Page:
To apply carbon nanotubes (CNTs) as reinforcing agents in next‐generation composites, it is essential to improve their nominal strength. However, since it is difficult to completely remove the defects, the synthesis guideline for improving nominal strength is still unclear, i.e., the effective strength and the number of nanotube layers required to improve the nominal strength has been undermined. In this study, molecular dynamics simulations were used to elucidate the effects of vacancies on the mechanical properties of CNTs. Additionally, the relationships between the number of layers and effective and nominal strengths of CNTs were discussed theoretically. The presence of extensive vacancies provides a possible explanation for the low nominal strengths obtained in previous experimental measurements of CNTs. This study indicates that the nominal strength can be increased from the experimentally obtained values of 10 GPa to approximately 20 GPa by using six to nine nanotube layers, even if the increase in effective strength of each layer is small. This has advantages over double‐walled CNTs, because the effective strength of such CNTs must be approximately 60 GPa to achieve a nominal strength of 20 GPa.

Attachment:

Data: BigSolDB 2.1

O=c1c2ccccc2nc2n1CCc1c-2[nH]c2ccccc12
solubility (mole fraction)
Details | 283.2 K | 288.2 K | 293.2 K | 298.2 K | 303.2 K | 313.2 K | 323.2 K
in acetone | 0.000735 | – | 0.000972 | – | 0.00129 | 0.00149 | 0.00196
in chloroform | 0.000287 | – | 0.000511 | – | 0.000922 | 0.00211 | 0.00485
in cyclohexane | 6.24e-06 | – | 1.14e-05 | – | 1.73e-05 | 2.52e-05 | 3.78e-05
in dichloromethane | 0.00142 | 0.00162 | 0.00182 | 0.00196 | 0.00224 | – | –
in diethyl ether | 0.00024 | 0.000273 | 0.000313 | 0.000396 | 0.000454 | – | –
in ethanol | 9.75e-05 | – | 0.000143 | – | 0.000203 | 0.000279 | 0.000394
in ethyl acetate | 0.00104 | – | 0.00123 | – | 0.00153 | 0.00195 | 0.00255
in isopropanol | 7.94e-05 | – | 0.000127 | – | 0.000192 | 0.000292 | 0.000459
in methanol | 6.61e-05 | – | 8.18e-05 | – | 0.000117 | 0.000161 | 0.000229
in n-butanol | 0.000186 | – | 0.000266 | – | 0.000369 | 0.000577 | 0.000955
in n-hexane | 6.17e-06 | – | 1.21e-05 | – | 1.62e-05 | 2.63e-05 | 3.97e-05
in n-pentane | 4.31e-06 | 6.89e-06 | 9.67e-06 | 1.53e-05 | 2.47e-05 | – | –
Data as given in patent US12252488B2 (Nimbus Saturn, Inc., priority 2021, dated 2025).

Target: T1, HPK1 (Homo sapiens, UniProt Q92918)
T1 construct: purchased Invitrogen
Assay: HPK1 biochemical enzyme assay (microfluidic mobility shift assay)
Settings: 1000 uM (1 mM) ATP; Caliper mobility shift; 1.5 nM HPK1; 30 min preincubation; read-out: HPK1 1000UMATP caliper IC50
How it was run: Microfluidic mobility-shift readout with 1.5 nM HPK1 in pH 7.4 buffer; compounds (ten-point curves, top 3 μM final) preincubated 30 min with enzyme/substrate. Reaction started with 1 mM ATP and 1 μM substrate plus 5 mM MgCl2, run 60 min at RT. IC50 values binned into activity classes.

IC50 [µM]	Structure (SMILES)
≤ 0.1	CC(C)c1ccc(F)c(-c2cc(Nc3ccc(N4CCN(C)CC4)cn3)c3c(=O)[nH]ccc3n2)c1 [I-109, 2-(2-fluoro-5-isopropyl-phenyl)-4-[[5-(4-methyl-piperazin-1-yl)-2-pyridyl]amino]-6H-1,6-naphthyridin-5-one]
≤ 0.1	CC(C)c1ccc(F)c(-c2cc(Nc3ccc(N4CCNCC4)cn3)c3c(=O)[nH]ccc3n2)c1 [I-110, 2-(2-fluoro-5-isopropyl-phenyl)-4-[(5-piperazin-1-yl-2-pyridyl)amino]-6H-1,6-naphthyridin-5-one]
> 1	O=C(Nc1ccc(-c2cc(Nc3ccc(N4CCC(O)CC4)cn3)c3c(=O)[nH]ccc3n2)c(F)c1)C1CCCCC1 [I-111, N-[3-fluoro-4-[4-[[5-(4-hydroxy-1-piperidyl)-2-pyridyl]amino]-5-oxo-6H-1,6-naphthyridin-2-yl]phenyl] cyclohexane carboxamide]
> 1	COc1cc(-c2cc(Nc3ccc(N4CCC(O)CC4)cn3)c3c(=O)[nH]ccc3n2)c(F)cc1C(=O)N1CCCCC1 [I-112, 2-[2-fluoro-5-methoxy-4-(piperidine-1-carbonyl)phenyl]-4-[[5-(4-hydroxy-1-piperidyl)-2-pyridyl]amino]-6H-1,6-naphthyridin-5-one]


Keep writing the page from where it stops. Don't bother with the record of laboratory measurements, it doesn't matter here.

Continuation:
- Carbon nanotube
- Defect density
- Mechanical properties
- Molecular dynamics simulations
- Tensile strength